(Inside: Your 80s and 90s childhood had some great things about it. You can share some of the best parts with your kids in one simple way…)
I loved being raised in the 80s and 90s.
Choices didn’t outnumber the stars, so communities connected over the same things…
We discussed the easy answer to “Sweet Treats” for 100 (“What is Reese’s?”) because everyone’s parents had Jeopardy on the night before. Or what Diana was wearing on Wheel of Fortune. Or the prizes on The Price is Right.
If asked, “Where’s the beef,” we all knew it was at Wendy’s.
We could collectively bust out the moonwalk, robot, roger rabbit, and running man dance moves like bosses.
The latest Sears or JCPenney catalogs sat on our kitchen counters, and we compared our circled items and earmarked pages.
For any space shuttle launch or return, we huddled around televisions on carts, whether at school or the office.
We chatted about Full House, MacGyver, The Cosby Show, Who’s the Boss, 21 Jumpstreet, and Murder, She Wrote.
And listened to Casey Kasem’s weekly American Top-40 countdown religiously, blank tape in the cassette player ready to record our favorites and share when at each other’s houses.
Boredom felt normal and spectacular. It led to things like…
Talking into the fan so we sounded like robots and being highly amused.
Figuring out how to at least make all the colors match on one side of the Rubik’s cube, then taking it to school to compare. Bragging rights if you could solve the whole cube. Bonus, if timed.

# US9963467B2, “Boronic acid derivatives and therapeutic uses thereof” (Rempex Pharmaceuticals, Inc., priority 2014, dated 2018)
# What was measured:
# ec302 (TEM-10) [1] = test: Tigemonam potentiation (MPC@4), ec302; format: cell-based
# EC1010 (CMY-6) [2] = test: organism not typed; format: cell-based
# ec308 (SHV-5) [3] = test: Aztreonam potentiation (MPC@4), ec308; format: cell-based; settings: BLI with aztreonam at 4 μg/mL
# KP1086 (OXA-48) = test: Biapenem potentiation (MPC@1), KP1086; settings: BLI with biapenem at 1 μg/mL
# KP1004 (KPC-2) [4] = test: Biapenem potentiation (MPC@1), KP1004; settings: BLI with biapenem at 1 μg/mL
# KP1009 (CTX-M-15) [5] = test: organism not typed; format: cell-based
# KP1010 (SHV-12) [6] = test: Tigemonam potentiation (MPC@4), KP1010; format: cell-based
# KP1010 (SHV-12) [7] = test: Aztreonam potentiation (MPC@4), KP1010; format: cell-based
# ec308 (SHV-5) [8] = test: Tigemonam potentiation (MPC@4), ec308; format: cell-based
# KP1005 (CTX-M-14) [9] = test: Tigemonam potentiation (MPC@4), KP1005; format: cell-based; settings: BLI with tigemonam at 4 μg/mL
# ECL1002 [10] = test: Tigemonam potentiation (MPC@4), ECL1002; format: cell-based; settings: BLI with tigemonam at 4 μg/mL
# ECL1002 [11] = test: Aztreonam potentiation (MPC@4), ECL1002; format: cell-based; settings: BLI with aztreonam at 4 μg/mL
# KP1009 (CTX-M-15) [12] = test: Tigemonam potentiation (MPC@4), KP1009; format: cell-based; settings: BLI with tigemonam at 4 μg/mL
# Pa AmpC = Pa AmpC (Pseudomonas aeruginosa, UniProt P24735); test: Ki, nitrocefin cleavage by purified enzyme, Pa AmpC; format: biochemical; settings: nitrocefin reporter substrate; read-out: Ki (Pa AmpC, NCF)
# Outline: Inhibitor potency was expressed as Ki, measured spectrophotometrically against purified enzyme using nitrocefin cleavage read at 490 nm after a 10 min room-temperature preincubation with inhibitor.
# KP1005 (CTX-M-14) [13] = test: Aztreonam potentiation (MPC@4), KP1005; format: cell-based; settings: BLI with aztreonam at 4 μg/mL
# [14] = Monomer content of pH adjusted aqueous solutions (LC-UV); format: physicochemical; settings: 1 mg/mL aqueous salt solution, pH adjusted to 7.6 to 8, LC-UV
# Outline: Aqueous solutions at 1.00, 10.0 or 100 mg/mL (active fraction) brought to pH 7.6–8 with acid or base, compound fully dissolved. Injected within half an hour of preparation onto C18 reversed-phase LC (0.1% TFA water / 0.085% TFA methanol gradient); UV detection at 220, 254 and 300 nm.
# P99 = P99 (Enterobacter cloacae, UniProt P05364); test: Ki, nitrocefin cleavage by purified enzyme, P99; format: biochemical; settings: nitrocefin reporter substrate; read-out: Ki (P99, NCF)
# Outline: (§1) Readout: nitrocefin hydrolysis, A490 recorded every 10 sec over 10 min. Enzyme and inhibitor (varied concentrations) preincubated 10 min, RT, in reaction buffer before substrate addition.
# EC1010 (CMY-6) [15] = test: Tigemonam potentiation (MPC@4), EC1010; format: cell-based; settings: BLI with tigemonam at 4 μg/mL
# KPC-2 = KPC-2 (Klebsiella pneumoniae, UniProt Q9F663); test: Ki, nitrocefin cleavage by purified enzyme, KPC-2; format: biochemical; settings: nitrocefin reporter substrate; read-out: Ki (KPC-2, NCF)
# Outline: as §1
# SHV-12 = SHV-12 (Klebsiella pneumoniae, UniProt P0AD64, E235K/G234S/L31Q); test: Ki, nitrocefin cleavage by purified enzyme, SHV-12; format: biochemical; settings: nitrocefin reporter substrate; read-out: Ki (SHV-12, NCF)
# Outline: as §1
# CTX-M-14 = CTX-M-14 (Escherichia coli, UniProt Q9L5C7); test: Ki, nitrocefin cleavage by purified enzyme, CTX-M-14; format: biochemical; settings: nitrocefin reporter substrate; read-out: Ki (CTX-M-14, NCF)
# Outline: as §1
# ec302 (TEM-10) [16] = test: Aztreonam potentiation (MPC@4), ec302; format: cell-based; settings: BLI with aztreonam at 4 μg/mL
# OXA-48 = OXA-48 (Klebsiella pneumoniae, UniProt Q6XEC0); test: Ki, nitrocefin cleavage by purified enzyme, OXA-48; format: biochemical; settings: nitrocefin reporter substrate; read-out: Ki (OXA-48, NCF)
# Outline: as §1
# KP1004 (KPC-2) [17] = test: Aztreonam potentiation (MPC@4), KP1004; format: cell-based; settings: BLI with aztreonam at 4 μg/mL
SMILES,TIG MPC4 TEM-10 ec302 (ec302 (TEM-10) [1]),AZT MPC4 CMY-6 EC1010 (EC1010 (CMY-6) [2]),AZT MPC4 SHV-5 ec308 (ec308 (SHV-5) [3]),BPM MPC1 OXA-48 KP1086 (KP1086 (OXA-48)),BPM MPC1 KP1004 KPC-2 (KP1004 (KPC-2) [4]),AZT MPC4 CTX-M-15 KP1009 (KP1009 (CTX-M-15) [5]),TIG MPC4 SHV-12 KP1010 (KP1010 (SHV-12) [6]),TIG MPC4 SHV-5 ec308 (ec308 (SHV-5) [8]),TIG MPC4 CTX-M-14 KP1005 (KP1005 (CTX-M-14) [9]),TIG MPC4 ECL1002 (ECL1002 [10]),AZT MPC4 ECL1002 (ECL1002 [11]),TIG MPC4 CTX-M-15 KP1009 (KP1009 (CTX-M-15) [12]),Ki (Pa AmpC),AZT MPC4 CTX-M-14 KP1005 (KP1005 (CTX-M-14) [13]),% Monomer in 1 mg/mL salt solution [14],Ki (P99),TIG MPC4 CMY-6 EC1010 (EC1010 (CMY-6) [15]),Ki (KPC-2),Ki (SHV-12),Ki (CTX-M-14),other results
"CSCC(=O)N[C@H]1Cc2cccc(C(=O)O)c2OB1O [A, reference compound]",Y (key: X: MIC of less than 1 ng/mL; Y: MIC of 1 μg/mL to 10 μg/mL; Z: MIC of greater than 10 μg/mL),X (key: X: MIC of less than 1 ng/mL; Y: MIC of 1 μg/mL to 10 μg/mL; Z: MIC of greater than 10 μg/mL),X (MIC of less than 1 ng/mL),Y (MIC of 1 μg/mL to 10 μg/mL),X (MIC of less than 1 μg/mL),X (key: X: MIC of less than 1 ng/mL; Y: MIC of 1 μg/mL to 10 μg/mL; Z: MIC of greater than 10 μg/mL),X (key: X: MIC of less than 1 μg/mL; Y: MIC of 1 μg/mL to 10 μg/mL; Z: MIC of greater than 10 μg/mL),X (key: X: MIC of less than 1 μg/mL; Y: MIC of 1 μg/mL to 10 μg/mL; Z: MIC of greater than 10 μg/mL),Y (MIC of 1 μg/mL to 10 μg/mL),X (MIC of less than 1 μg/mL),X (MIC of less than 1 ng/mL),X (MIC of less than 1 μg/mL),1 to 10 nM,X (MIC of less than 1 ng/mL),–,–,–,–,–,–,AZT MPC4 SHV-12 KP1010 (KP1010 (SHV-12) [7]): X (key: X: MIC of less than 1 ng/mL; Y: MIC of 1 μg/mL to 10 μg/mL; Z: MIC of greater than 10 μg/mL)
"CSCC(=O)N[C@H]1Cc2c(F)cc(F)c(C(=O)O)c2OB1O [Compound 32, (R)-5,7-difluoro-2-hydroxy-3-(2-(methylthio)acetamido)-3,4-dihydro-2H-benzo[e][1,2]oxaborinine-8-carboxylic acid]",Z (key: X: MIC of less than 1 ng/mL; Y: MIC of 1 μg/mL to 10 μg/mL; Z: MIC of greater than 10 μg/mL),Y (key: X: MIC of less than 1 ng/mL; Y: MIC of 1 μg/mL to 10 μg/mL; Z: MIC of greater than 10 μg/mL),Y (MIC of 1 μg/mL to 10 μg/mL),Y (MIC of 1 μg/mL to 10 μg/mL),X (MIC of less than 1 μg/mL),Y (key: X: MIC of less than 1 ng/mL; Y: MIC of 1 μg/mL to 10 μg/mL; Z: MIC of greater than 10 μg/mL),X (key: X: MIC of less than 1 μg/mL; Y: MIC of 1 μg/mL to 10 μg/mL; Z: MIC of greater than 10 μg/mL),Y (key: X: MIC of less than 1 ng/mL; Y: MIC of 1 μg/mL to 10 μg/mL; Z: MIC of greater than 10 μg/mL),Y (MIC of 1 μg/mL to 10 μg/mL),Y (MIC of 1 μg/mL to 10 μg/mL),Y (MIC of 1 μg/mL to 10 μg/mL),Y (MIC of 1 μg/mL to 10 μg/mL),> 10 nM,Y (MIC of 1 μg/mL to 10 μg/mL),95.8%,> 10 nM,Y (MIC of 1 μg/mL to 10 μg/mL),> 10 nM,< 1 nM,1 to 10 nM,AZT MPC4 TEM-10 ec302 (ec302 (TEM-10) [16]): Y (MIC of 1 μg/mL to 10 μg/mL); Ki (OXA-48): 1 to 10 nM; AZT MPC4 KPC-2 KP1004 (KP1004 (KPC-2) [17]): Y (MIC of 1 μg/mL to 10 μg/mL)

Looking for whose house had the kaleidoscope of bikes scattered across the front lawn so you could join the neighbor kids.
Entertaining ourselves for hours under blue skies, clouds puffed like cotton candy. When thirsty, we’d crank the handle to the hose and let the cool water pour between our lips.
Walking to the library for a stack of Sweet Valley High books.
Performing from the living room bay windows’ ledge, belting out Tiffany’s “I think we’re alone now.”
And letting moves morph into dance routines, couch pillows shape forts, and sandboxes transform into cities, complete with rivers of water running through.
No one needed an invite to find friends, we’d walk out the door and…
Head to the mall with change in our pockets. We’d grab a coke and join the crowd watching the kid with the mullet dominate Pac-mac at the arcade.
Rent the roller skates with the giant front stopper. At the rink, when the long broomstick was brought out, we’d try to, shoulders way back, skate underneath its sinking height bopping with the how-low-can-you-go rhythm.